Having said that, my intention is to remove a lot of the overhead related to manually offsetting lines by 0.001 m to have close-to.vertical surfaces. IMO this should be taken care-of by the plugin automatically.

The plan is to gradually release feature updates and let users on the forum provide feedback and requests. I’ll make sure to keep you posted!


Arfff!! my work is omitted again :slight_smile:

To explain a possible use:

I make architectural models, it is useful for winning competitions or selling apartments…
Rhinoceros is THE software used in this domain (at least in france).
Today with lasers, 3d printers, CNCs, we can have very good precision.
Sometimes a 3D printer creates a reference surface on a model which is used by a CNC to place that model on the machine.
Sometimes a cavity inside the ground is used to embed a building with complex outlines (garage access slope, embedded terraces, etc.)
When I say to the software, “make a 90° angle that passes through this point”, It must make an angle of 90° which passes through this point, and not an approximation as close as possible.
Tolerances are to tenths of a millimeter.

That’s what I should be doing in my Delaunay implementation, but I can’t get into complex plugin development (that’s not my job).
However, I don’t work for NASA, so if a building in meters has a tolerance of 0.001m, I guess the unit could be in mm and a tolerance of 0.001mm is good for the architectural model.
(That may sound very precise, but machines also have their inaccuracies that accumulate. So ideally, my job is to have virtual models, …, ideal)

Hope you find this use case useful.

I understand the need for vertical surfaces for a CNC router. But wouldn’t it hit the same limitations with overhangs?

Could you maybe share an example project showcasing these requirements?

No, this is not our “traditional” manufacturing habit.
The CNCs are more like a 2.5D as you mentioned (for a 3 axis machine).

But 3D printing can do it since long time

Currently I make 40 or 80% of a building in 3d printing with extremely complex shapes as you can imagine.
But for the terrain it is not the same thing. If it’s not in our habits and if I don’t have many examples, it’s because there aren’t suitable tools.
Because of this lack it is faster to do the terrain by hand, as it was 20 years ago, rather than modeling it on software to send it to a machine tool.
We have technology that can do but not the tools that go with it.

but I had time to test
In my message on Delaunay’s algorithm, there are portions of this terrain:

Another project I tested in CNC with overhanging parts. We see badly on the photo, but at the top right there is a tunnel and another at the entrance to the bridge.
Obviously the terrain has been reworked to include these parts.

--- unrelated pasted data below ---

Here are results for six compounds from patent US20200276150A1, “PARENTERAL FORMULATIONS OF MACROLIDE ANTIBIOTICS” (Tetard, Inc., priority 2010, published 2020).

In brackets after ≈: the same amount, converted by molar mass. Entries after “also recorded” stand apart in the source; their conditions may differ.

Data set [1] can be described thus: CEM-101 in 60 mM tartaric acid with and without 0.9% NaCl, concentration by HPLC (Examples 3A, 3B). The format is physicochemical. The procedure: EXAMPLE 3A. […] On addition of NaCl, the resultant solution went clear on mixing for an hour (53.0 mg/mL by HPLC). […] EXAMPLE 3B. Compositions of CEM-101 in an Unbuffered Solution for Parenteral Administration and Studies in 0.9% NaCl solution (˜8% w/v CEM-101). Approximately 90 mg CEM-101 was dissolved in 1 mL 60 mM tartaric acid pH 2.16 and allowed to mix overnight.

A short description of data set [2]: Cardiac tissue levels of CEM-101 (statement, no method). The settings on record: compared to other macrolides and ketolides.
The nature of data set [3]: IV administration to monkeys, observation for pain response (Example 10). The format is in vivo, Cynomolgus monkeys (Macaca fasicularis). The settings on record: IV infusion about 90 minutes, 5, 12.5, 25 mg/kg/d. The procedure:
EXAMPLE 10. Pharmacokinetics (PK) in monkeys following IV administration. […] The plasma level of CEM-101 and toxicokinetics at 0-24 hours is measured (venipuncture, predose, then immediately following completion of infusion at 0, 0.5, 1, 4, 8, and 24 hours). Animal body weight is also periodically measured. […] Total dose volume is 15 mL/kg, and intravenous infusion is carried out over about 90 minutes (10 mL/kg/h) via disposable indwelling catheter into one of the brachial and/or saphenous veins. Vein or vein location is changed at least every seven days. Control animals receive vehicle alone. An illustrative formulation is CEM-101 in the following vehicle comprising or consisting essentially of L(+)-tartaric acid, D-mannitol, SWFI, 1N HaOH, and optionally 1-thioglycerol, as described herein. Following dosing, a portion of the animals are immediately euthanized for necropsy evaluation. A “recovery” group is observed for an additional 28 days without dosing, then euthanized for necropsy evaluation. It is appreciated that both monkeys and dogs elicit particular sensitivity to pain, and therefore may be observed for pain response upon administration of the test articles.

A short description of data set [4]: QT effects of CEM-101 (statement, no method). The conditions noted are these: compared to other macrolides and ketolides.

On these 2 projects many houses are inside a cavity.


So your ideal workflow would be to 3d print everything as one piece? Or would you still like the buildings to be separate elements, that just click into the terrain model like LEGo blocks?

We also build architectural models in the office and often like the flexibility of combining various techniques or replacing parts of a model if the design changes.

Also, looking at an underground structure:

Technically, the whole thing needs to be excavated first and filled later. I would still model these as two separate surfaces like so:

Or like this, if it makes more sense due to materials of choice, or just to better hide the seam:

Would that work for you? I am just trying to better understand the edge cases you might be running into.

Hello @mrhe

Do not look too much, If the vertical faces are important for me the inverted faces are very particular and rare.

Yes, even if it is a utopia.
there are many cases, like in your example, where cutting the model is easier.

The idea is that today, I have no choice, so the question does not arise.
But if a possibility is accessible, it is certain that I would use it.

I found another example of organic/geometric terrain that I had wanted to achieve in 3d.
The idea of making the model in one piece is especially useful for the small scale white model (1/250, 1/500, 1/1000).

Here, the complete model can be produced by the machine, probably in SLA.
Finally it was easier to do it in PMMA and assemble all the parts.

Here there is a small cavity but the floor was too small to add all the details. If I had the tools to do it, I would have done it.
Result, the buildings in SLA and the ground with a simple plate of PMMA laser engraved.

Here, if I could have made the gardens of the project in 3d, probably in SLS, it would have been really good. (it is possible of course, but it is not profitable)